Get By on a Limited Cash Flow

Students repeatedly cite food costs as a big part of overspending — and a key way to cut down their expenses. Food costs can absorb a huge portion of students' spending money, whether it's $1 a day for a soda, $4 for an occasional latte, $5 for a fast-food meal every few days, or $20 for a weekly trip to a decent restaurant.

Cutting down on expenses is not easy, but it's not impossible, either. Keep an eye out for the campus events where snacks are free, or for the times that you get pizza or fast food look for coupons or specials. Even if you only get a free soda, that's still an extra dollar or two in your pocket.

Take care of essentials first and consider any other expenses, such as dining out, to be luxuries. No matter what size town your college is located in, there are bound to be free or low-cost entertainment options.  You might find museums with free admission or art galleries serving free refreshments on some days.

Employ these strategies and you may be able to stretch your ­dollars more:

  • Don't be quick to skip the dining hall. It may not be fine dining, but you can usually have a decent meal.

  • Get a dining hall meal-to-go if necessary. Most colleges with meal plans offer this option for students who are unable to get to the dining hall during lunch hours, perhaps due to a job or off-campus commitment. This can save you the $5 or more you'd spend at a pizza or burger joint.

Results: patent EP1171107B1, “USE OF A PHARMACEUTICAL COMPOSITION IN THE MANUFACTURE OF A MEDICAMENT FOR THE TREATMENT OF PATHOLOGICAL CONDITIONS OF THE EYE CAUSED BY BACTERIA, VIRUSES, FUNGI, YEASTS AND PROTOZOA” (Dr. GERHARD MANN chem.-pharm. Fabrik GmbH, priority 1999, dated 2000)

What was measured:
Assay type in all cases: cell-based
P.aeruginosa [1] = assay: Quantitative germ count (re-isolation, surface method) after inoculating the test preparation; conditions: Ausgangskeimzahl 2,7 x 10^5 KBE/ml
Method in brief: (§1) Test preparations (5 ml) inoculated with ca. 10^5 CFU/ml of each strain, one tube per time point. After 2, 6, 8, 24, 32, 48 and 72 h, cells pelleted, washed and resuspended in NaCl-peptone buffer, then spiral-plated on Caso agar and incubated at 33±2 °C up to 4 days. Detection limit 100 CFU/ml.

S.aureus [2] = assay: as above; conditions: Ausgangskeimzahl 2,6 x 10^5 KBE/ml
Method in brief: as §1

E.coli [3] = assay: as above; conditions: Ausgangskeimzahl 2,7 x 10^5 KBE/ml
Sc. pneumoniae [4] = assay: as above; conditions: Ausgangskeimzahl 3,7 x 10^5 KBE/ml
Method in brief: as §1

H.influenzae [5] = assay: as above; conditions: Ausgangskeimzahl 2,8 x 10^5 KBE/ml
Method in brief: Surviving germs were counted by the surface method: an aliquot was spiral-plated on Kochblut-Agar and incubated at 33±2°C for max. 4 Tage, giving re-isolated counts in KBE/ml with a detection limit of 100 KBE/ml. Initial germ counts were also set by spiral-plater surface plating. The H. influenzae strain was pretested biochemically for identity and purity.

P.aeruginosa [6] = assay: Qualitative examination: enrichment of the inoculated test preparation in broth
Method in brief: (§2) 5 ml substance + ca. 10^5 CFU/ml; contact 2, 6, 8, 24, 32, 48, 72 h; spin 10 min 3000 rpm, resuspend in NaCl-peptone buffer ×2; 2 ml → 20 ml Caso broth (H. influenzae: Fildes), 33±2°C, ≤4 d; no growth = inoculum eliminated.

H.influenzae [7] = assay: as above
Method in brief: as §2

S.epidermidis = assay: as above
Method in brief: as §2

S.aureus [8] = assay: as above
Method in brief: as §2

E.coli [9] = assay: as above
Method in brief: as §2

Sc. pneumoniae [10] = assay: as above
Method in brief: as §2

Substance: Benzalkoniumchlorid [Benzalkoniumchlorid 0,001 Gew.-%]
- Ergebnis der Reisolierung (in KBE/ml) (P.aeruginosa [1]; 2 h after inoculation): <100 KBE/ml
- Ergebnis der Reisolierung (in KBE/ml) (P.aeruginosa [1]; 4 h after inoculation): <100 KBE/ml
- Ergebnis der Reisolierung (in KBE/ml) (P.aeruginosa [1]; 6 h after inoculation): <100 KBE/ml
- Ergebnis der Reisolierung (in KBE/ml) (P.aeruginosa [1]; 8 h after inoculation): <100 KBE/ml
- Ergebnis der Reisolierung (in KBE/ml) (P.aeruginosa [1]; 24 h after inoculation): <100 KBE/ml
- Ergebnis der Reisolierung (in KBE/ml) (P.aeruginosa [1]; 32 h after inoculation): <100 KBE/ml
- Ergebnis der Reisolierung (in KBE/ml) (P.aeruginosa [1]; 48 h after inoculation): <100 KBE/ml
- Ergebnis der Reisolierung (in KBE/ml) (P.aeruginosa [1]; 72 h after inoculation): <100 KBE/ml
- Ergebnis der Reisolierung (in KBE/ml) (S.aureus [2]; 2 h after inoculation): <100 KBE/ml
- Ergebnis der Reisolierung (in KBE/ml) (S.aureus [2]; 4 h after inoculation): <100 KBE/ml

• Sometimes, the only way to afford a Saturday night out is to stay in on Friday. That doesn't mean you have to spend the night reading or watching TV. Most campuses offer numerous events (musical performances, movies playing in lecture halls, campus-wide programs) for free or really cheap.

  • Limit trips to restaurants. Next time you're desperate for a break from cafeteria meals, consider less-expensive alternatives to full-service restaurants. A gourmet precooked meal at a supermarket (take it home to heat it up) might cost $10, much less than you'd pay at a restaurant.

  • Shop around, and take advantage of sales. From textbooks to clothes, know where you can get the best buys and do your shopping in those places.

  • Get a job. Even working just five hours a week can give you the spending money to enjoy your free time a little more. When you're working, you're not spending money, either.

  • Take advantage of free or low-cost cultural offerings in your college's home city. Often, you can get into many movies, museums, art galleries, concerts, plays, and much more for discounted prices if you bring your student ID.

  • Consider moving off campus. Although many colleges require students to live in campus housing for at least one year, off-campus living might be a cheaper choice, especially if you have one or more roommates. And depending on your eating habits, you might end up spending less compared to the cost of your on-campus meal plan.